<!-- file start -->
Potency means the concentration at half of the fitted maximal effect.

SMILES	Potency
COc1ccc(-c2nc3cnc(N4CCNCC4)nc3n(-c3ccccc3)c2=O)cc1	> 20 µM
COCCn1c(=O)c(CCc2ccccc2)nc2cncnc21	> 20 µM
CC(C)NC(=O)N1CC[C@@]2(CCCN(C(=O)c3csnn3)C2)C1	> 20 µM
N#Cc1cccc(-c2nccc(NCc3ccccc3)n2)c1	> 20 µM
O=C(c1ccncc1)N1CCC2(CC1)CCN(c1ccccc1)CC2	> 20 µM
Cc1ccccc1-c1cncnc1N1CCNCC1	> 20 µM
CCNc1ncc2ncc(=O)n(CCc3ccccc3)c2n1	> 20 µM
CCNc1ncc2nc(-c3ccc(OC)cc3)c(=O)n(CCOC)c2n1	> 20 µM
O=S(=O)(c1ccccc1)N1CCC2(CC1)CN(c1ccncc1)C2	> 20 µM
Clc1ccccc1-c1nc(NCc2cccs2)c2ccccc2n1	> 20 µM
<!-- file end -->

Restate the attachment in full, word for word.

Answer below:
Potency means the concentration at half of the fitted maximal effect.

SMILES	Potency
COc1ccc(-c2nc3cnc(N4CCNCC4)nc3n(-c3ccccc3)c2=O)cc1	> 20 µM
COCCn1c(=O)c(CCc2ccccc2)nc2cncnc21	> 20 µM
CC(C)NC(=O)N1CC[C@@]2(CCCN(C(=O)c3csnn3)C2)C1	> 20 µM
N#Cc1cccc(-c2nccc(NCc3ccccc3)n2)c1	> 20 µM
O=C(c1ccncc1)N1CCC2(CC1)CCN(c1ccccc1)CC2	> 20 µM
Cc1ccccc1-c1cncnc1N1CCNCC1	> 20 µM
CCNc1ncc2ncc(=O)n(CCc3ccccc3)c2n1	> 20 µM
CCNc1ncc2nc(-c3ccc(OC)cc3)c(=O)n(CCOC)c2n1	> 20 µM
O=S(=O)(c1ccccc1)N1CCC2(CC1)CN(c1ccncc1)C2	> 20 µM
Clc1ccccc1-c1nc(NCc2cccs2)c2ccccc2n1	> 20 µM